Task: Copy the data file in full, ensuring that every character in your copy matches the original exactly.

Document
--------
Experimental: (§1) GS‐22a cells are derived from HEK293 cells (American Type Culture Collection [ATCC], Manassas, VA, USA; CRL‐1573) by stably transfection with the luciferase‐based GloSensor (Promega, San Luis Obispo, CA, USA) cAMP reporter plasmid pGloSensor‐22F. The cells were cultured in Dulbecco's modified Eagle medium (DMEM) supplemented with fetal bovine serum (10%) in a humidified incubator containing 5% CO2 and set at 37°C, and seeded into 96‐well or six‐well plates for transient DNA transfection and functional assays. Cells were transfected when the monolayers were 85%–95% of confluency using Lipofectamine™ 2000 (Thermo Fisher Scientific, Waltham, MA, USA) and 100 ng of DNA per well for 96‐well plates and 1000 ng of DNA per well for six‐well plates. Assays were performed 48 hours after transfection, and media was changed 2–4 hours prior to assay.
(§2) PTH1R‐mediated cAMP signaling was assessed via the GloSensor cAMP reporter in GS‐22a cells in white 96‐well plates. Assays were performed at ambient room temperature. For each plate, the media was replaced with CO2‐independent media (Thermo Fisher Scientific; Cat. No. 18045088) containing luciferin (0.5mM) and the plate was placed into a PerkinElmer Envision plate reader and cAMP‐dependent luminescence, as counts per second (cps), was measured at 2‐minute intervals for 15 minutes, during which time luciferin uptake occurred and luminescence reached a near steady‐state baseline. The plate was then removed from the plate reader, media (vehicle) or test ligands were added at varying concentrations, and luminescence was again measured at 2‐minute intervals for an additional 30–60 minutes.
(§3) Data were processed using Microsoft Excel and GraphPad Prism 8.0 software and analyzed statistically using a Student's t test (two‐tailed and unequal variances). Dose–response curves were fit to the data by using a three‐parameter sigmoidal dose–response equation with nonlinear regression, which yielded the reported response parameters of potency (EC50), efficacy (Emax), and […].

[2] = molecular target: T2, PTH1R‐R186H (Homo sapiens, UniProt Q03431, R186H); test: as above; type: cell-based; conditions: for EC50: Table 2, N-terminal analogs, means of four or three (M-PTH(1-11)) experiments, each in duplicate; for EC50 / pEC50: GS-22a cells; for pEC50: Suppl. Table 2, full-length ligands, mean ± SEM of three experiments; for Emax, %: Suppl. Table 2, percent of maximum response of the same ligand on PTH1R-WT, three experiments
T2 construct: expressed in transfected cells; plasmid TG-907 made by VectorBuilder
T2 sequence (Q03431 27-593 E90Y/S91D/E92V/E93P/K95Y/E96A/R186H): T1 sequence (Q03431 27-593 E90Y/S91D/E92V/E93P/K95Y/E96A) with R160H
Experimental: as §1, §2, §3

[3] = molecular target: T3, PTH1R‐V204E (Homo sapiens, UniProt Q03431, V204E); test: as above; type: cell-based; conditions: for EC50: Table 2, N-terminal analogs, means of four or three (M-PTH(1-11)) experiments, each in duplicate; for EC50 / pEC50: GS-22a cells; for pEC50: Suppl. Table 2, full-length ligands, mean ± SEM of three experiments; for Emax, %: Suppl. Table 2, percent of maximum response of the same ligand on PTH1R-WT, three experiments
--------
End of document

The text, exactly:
Experimental: (§1) GS‐22a cells are derived from HEK293 cells (American Type Culture Collection [ATCC], Manassas, VA, USA; CRL‐1573) by stably transfection with the luciferase‐based GloSensor (Promega, San Luis Obispo, CA, USA) cAMP reporter plasmid pGloSensor‐22F. The cells were cultured in Dulbecco's modified Eagle medium (DMEM) supplemented with fetal bovine serum (10%) in a humidified incubator containing 5% CO2 and set at 37°C, and seeded into 96‐well or six‐well plates for transient DNA transfection and functional assays. Cells were transfected when the monolayers were 85%–95% of confluency using Lipofectamine™ 2000 (Thermo Fisher Scientific, Waltham, MA, USA) and 100 ng of DNA per well for 96‐well plates and 1000 ng of DNA per well for six‐well plates. Assays were performed 48 hours after transfection, and media was changed 2–4 hours prior to assay.
(§2) PTH1R‐mediated cAMP signaling was assessed via the GloSensor cAMP reporter in GS‐22a cells in white 96‐well plates. Assays were performed at ambient room temperature. For each plate, the media was replaced with CO2‐independent media (Thermo Fisher Scientific; Cat. No. 18045088) containing luciferin (0.5mM) and the plate was placed into a PerkinElmer Envision plate reader and cAMP‐dependent luminescence, as counts per second (cps), was measured at 2‐minute intervals for 15 minutes, during which time luciferin uptake occurred and luminescence reached a near steady‐state baseline. The plate was then removed from the plate reader, media (vehicle) or test ligands were added at varying concentrations, and luminescence was again measured at 2‐minute intervals for an additional 30–60 minutes.
(§3) Data were processed using Microsoft Excel and GraphPad Prism 8.0 software and analyzed statistically using a Student's t test (two‐tailed and unequal variances). Dose–response curves were fit to the data by using a three‐parameter sigmoidal dose–response equation with nonlinear regression, which yielded the reported response parameters of potency (EC50), efficacy (Emax), and […].

[2] = molecular target: T2, PTH1R‐R186H (Homo sapiens, UniProt Q03431, R186H); test: as above; type: cell-based; conditions: for EC50: Table 2, N-terminal analogs, means of four or three (M-PTH(1-11)) experiments, each in duplicate; for EC50 / pEC50: GS-22a cells; for pEC50: Suppl. Table 2, full-length ligands, mean ± SEM of three experiments; for Emax, %: Suppl. Table 2, percent of maximum response of the same ligand on PTH1R-WT, three experiments
T2 construct: expressed in transfected cells; plasmid TG-907 made by VectorBuilder
T2 sequence (Q03431 27-593 E90Y/S91D/E92V/E93P/K95Y/E96A/R186H): T1 sequence (Q03431 27-593 E90Y/S91D/E92V/E93P/K95Y/E96A) with R160H
Experimental: as §1, §2, §3

[3] = molecular target: T3, PTH1R‐V204E (Homo sapiens, UniProt Q03431, V204E); test: as above; type: cell-based; conditions: for EC50: Table 2, N-terminal analogs, means of four or three (M-PTH(1-11)) experiments, each in duplicate; for EC50 / pEC50: GS-22a cells; for pEC50: Suppl. Table 2, full-length ligands, mean ± SEM of three experiments; for Emax, %: Suppl. Table 2, percent of maximum response of the same ligand on PTH1R-WT, three experiments